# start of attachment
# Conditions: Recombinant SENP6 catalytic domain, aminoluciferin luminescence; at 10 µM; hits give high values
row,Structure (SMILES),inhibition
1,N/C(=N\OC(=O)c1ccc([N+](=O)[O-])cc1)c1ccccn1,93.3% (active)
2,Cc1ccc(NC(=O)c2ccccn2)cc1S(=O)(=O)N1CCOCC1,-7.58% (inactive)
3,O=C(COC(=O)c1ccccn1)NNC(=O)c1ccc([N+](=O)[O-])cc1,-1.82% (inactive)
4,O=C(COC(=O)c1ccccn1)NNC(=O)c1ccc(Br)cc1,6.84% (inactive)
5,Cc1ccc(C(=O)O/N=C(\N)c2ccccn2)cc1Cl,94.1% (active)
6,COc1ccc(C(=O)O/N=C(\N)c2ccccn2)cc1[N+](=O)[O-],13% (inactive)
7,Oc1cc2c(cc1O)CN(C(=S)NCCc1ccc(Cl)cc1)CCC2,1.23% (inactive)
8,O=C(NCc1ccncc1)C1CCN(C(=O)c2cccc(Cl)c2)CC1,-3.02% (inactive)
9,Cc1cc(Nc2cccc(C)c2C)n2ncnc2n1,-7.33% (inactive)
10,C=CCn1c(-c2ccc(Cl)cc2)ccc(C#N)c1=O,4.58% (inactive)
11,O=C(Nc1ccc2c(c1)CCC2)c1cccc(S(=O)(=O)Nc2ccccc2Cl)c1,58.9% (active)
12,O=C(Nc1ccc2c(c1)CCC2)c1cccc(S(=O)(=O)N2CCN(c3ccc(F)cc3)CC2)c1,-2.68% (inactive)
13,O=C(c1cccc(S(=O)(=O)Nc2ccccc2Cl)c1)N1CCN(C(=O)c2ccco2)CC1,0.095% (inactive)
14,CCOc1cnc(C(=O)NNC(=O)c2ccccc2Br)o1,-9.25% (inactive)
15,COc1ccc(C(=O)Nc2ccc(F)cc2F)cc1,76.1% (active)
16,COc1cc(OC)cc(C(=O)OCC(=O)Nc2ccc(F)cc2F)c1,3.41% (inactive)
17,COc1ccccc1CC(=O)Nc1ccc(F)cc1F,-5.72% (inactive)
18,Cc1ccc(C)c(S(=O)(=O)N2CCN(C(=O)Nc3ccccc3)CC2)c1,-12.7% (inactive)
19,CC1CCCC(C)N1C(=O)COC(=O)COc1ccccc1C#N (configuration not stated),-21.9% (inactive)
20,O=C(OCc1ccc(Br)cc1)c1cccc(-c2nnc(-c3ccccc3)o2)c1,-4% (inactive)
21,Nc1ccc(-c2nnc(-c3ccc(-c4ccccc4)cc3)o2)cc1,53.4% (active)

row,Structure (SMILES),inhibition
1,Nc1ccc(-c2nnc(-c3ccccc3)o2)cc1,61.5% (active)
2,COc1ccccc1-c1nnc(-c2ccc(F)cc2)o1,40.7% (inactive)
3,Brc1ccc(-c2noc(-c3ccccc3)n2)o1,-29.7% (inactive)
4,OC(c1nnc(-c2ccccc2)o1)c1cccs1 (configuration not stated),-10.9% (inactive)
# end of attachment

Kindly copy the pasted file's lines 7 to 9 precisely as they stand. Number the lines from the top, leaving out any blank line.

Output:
5,Cc1ccc(C(=O)O/N=C(\N)c2ccccn2)cc1Cl,94.1% (active)
6,COc1ccc(C(=O)O/N=C(\N)c2ccccn2)cc1[N+](=O)[O-],13% (inactive)
7,Oc1cc2c(cc1O)CN(C(=S)NCCc1ccc(Cl)cc1)CCC2,1.23% (inactive)